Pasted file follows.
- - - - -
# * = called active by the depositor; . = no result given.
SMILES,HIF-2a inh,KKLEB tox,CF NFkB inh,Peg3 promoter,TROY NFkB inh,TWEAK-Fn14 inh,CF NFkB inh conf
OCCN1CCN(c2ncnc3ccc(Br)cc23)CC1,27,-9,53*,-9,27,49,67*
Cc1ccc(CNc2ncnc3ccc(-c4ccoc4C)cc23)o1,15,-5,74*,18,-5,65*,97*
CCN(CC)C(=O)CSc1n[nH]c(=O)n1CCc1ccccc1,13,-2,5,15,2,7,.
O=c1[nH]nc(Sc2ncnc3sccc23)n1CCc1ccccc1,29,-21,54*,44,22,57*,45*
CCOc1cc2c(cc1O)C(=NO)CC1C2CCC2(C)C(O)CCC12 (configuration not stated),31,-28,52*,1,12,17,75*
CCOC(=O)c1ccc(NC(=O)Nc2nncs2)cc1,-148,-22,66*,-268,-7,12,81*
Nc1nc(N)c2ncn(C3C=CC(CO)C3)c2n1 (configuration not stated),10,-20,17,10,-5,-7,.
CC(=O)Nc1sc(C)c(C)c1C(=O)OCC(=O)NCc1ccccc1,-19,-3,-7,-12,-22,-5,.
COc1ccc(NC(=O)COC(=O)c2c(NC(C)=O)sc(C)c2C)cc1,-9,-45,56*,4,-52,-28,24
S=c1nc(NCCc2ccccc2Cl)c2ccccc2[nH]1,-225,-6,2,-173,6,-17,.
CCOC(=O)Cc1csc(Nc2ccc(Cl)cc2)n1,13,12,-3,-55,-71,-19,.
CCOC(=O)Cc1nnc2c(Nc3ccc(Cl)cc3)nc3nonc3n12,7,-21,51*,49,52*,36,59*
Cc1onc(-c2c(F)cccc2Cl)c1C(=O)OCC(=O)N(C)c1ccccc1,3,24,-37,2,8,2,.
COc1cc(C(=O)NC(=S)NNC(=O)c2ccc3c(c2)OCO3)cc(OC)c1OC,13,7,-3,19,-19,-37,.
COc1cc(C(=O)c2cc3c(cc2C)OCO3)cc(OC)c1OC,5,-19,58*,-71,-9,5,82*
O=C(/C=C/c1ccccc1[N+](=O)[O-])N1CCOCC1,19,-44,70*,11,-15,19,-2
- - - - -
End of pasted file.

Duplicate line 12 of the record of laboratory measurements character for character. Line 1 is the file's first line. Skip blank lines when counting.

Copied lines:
S=c1nc(NCCc2ccccc2Cl)c2ccccc2[nH]1,-225,-6,2,-173,6,-17,.